Boris Johnson stressed the scale of the challenge as he was grilled by MPs in the Commons this afternoon, after alarm that the daily rate had fallen for a third consecutive day
Pfizer’s supplies have been dented by a factory upgrade at its plant in Belgium (pictured) which will continue into next month
Has Britain got its Pfizer vaccine strategy wrong?
Israel’s top coronavirus medic has claimed the first dose of Pfizer ‘s Covid vaccine is less effective than he expected.
Dr Nachman Ash, one of the medics leading the Covid-19 response in Israel, said the first instalment of the jab did not cut infection rates as much as he had hoped.
He told local media Army Radio: ‘Many people have been infected between the first and second injections of the vaccine.’ It can take 10 days or more for the immunity to kick in.
Real-world data from Israel’s world-beating rollout showed the first dose led to a 33 per cent reduction in cases of coronavirus between 14 and 21 days afterwards in people who got the jab. Another of the country’s top doctors said it was ‘really good news’.
But the figure is lower than the British regulator’s estimate, which said it may prevent 89 per cent of recipients from getting Covid-19 symptoms.
However, Israel’s data does not prove anything about possible impacts of the UK’s controversial 12-week gap between doses. The country does not give any more than three weeks between the first and second doses, during which time protection is expected to be minimal at best – and the vaccine is not intended to prevent infection, but severe disease and death.
Sir Patrick Vallance, the UK’s chief scientific adviser, today said he would expect all vaccines to be less effective in the real world than in trials. He added that Britain should look ‘very carefully’ at data during the vaccine rollout to see what effect its having.
The ZOE Covid-19 Symptom Study – which guesses the size of the outbreak through its app – estimates there were 54,000 daily cases in the week ending January 10 in the UK, below the almost 70,000 the week before.
The figures are the latest glimmer of hope that the UK’s second wave may be finally running out of steam.
Speaking to MailOnline about the third national lockdown, Dr Pearson-Stuttard said: ‘We are seeing quite different trends across the country since the latest lockdown has been implemented.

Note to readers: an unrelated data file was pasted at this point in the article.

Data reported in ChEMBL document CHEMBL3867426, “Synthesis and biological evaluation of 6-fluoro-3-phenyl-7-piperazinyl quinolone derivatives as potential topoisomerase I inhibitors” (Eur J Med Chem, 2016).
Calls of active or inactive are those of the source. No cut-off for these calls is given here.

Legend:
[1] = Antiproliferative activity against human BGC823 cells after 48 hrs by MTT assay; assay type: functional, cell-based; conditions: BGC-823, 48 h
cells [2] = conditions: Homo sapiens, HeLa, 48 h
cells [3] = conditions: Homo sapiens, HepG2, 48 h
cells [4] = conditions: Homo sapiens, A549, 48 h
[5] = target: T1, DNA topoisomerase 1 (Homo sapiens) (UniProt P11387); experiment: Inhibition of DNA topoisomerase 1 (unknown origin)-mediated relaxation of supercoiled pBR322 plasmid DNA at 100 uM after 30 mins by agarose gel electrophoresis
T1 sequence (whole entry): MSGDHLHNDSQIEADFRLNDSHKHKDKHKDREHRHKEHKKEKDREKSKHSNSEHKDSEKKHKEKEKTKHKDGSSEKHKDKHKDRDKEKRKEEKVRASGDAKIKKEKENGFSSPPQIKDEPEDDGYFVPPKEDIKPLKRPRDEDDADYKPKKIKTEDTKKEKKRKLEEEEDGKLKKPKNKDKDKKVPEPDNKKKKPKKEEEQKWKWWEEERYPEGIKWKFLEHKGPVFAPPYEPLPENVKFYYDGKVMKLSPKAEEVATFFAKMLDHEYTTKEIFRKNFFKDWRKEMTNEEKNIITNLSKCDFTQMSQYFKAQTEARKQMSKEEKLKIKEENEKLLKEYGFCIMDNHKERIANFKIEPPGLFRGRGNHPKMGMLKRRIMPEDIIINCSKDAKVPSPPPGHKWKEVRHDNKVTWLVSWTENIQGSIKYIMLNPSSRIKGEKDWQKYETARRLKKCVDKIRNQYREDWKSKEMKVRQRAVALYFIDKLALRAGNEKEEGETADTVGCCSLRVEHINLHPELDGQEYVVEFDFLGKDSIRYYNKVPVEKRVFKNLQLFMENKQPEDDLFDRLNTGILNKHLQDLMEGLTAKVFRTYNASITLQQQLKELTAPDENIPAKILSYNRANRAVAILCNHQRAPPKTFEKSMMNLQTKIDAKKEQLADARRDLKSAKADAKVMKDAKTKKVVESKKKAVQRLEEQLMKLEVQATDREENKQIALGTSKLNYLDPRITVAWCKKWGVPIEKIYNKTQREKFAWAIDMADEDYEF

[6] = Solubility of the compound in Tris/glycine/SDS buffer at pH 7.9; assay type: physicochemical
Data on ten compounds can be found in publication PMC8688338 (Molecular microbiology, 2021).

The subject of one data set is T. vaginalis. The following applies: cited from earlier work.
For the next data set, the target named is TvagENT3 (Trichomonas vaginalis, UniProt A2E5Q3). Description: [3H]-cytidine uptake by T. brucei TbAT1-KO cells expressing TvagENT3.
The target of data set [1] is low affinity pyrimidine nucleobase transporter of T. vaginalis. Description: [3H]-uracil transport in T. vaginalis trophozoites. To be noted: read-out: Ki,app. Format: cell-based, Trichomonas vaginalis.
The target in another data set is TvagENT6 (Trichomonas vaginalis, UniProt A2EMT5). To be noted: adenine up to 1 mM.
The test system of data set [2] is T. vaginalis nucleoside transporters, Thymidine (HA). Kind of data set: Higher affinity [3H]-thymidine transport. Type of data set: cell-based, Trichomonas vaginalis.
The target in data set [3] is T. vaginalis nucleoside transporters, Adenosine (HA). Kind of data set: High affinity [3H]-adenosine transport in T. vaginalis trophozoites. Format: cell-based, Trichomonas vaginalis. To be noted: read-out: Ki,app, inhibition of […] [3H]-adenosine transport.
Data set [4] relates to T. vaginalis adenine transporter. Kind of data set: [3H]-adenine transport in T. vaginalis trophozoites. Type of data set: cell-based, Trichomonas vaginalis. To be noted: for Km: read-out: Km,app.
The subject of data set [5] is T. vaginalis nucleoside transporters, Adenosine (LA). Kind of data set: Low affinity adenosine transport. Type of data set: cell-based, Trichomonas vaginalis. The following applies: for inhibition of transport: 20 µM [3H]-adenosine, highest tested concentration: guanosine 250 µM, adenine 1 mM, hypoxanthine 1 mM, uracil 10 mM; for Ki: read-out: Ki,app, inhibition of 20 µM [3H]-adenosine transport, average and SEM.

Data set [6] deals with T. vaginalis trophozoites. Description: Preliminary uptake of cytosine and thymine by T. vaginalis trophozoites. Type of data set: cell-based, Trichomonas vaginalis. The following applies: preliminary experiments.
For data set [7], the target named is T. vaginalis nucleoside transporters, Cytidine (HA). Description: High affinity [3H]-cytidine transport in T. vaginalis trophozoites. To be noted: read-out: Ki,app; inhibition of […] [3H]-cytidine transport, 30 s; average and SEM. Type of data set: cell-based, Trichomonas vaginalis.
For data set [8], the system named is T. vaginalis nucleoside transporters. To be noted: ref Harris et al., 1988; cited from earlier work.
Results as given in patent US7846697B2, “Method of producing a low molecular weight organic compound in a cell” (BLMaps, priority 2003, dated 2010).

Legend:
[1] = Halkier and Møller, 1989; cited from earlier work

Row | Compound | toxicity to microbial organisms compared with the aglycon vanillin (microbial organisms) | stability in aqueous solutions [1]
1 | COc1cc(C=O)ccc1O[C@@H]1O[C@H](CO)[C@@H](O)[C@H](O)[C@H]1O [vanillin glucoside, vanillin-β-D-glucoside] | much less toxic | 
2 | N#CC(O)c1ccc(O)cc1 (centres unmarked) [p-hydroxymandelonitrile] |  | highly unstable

‘It seems those areas that were hit the hardest over the Christmas period earliest, so London, South East and the East of England seem to be on the decline a lot quicker than other areas that still seem to be a very high rates.
‘The lockdown has definitely led to a reduction in cases over the last two weeks but we are still at a huge number of daily cases with a long way to go.’
Dr Pearson-Stuttard argued that the Government could have acted ‘much sooner’ on introducing Tier 4 measures in London which he described as a ‘missed opportunity’ in stopping the spread before it took hold.
Speaking about the weeks ahead, he said: ‘We have seen the worst of the infection rates over that Christmas period in the run-up to this lockdown.
‘It is undoubtedly the case that we are now seeing the worst of that filter through to the highest hospitalisation numbers over the last couple of weeks and sadly that will probably lead to high death numbers in the coming week before it gets better
He ended: ‘It is clear lockdown is working and infection numbers are coming down over the last couple of weeks.’
It comes as another 38,905 coronavirus cases were recorded today, down 18 per cent on last Wednesday’s 47,525. Despite the grim figures, statistics also showed the second wave is continuing to fade.
But Mr Johnson warned of ‘tough weeks to come’ in the pandemic. He said: ‘These figures are appalling, and of course we think of the suffering that each one of those deaths represents to their families and to their friends.
‘I’ve got to tell you … there will be more to come because what we’re seeing is the result of the wave of the new variant that we saw just before Christmas on December 18, or thereabouts.’